2019 Market Outlook

By: Ryan C. Unthank


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What a difference a year makes! This time last year as we reflected on market performance of 2017 and looked ahead to 2018, the overall enthusiasm for risk-taking was entirely different from today. The FAANG’s (acronym for the high flying momentum favorites) steady ascent to market caps that are followed with twelve zeros came and went just as dramatically as Facebook’s popularity. The VIX Index, which is a commonly referred measurement of market volatility, reflected the markets mood of uncertainty as positive economic fundamentals were neutralized by the growing political divisions and interest-rate angst. Looking back on 2017, the business friendly tax changes seemed to spark a furious rally that brought forward much of the anticipated gains before they became reflected in corporate earnings. Broad equity markets here in the US and overseas finished the year up double-digits but with elevated P/E ratios by years-end that signaled overbought territory. In fact, the S&P 500 was trading roughly 18.5x forward earnings heading into 2018. Fast forward 12 months, virtually no asset class finished in the black in spite of corporate earnings that ended the year more than 20% higher. One positive outcome is the markets valuations falling back in-line with historical norms to roughly 14.5x as of year-end 2018.

 

Speaking of contrasts, the 4th quarter of 2017 was as memorable as 2018 was forgettable.  December alone, with the S&P 500 declining 9%, was the worst such monthly decline since 1946. The two biggest macro events, by far, that impacted returns and the overall gloomy sentiment was the ongoing Trade Disputes and Interest Rates. The trade disputes began in February with tariffs against our closest trading partners: NAFTA, Europe and China. Reconciliations have been made but future tariff adjustments and retaliations are still on the table. Additionally, the Fed has been cutting back on economic growth by increasing interest rates for short term lending to 2.5%. December 19th marked the 9th increase during this tightening cycle since 2015. As a result, the most economically sensitive sectors like Energy, Materials, Financials and Industrials have been impacted from a potential slowdown ahead. The more defensive areas like Health Care, Utilities and Real Estate have held up comparably better for the year.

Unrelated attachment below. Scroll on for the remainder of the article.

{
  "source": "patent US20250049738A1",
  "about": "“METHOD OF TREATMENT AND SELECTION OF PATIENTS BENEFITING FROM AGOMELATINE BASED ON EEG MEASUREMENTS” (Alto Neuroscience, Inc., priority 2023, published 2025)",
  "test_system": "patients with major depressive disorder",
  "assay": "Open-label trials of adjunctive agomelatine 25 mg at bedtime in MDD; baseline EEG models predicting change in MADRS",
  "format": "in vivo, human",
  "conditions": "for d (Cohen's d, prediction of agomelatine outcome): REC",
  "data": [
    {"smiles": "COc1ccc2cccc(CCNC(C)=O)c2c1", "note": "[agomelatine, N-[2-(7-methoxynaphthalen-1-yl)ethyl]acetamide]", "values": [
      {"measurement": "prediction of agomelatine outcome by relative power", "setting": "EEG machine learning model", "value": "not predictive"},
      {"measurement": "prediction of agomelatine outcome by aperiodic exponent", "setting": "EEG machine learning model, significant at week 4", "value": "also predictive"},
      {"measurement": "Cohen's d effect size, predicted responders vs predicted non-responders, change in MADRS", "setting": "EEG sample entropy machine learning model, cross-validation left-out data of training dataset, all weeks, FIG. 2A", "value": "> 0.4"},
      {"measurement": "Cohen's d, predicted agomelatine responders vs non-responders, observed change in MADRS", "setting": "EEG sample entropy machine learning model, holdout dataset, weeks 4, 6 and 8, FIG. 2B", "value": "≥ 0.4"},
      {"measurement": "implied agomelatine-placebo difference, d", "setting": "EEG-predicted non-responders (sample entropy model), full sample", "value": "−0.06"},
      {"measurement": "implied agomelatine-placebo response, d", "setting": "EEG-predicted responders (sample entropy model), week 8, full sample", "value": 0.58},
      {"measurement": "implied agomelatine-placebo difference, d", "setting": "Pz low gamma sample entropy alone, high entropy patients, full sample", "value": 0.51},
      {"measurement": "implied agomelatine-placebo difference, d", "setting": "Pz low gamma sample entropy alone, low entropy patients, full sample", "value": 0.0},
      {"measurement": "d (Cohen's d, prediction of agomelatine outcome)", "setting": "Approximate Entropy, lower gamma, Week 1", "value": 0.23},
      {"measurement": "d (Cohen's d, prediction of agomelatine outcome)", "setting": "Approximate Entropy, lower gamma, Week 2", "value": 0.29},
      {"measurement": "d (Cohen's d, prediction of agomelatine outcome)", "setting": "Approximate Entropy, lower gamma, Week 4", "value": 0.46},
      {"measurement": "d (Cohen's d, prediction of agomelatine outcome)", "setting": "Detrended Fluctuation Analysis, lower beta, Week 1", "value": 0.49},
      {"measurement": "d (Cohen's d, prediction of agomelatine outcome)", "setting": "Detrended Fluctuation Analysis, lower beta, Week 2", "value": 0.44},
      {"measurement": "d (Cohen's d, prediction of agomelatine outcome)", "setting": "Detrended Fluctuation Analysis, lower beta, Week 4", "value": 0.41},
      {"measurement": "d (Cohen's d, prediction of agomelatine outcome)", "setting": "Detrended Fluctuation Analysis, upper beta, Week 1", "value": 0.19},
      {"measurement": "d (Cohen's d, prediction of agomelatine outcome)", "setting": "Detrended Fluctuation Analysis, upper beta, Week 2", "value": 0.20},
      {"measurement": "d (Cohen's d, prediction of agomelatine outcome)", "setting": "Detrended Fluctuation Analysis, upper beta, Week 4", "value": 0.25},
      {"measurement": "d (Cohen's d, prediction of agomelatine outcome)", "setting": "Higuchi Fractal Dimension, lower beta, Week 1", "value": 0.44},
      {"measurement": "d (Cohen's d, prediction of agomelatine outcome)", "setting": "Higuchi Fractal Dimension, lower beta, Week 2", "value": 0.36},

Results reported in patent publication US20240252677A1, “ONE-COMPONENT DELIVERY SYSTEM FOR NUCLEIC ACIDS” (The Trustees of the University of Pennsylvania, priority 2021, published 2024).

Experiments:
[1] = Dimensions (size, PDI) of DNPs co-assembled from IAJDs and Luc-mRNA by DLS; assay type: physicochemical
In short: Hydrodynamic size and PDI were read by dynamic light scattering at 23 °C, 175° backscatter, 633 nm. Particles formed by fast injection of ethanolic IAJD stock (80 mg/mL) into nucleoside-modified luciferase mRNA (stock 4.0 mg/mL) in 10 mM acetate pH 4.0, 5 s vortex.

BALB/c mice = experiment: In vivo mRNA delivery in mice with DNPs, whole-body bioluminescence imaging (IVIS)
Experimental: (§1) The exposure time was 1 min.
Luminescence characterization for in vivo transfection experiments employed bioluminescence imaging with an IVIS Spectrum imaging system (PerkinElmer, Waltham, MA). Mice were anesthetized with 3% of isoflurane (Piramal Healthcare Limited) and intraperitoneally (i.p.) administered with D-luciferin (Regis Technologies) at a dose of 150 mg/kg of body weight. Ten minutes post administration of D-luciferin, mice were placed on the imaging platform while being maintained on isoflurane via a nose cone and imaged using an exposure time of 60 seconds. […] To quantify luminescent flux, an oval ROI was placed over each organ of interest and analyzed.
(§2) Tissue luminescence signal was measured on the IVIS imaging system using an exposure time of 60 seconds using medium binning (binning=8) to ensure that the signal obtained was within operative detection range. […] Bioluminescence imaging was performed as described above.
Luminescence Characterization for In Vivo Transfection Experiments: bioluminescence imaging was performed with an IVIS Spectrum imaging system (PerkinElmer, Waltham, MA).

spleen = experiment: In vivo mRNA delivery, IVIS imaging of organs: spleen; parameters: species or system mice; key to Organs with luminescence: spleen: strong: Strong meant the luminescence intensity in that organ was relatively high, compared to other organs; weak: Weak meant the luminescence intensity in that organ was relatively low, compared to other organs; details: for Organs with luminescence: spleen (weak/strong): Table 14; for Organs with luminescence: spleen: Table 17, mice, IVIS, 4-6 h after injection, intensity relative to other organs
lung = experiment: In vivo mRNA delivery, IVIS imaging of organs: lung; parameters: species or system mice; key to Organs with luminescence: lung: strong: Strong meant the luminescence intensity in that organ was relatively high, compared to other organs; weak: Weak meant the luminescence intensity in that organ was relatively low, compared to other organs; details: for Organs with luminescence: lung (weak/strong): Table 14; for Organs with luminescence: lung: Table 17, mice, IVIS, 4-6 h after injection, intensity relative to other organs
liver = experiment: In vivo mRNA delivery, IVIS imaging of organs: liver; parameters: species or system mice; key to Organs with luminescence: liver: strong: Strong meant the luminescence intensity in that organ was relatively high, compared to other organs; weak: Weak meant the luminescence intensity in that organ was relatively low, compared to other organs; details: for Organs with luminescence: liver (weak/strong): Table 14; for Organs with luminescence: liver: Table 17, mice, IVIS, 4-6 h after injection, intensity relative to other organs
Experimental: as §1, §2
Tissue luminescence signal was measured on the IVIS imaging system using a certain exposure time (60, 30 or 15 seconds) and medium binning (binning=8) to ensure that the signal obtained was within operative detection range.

So how are we positioning portfolios and absorbing the data points and anxiousness? The first way to answer that question is by taking an objective view of the economy and the likelihood of Recession. We are currently in the midst of a cyclical bear market. Stocks have experienced a decline from the intraday peak on September 21st to the capitulated-selling on Christmas Eve, resulting in a 20% pullback. This decline does not necessarily mean that the secular bull market is over, but the ability to avoid Recession will likely determine which secular market we are in (bull or bear). Regarding the state of the economy, we are operating at peak employment with the unemployment rate at 50 year lows of 3.9%. Although core inflation (CPI excluding food and energy +2.2%) and interest rates are moving higher, they are still well below historical averages. Wages have been steadily increasing and are up over 3% year-over-year. This bodes well for consumer spending, especially as prices at the pump decline into 2019. Corporate earnings are estimated to fall back in-line with typical projections but are still expected to be up in the 7-8% range with revenues growing mid-single digits.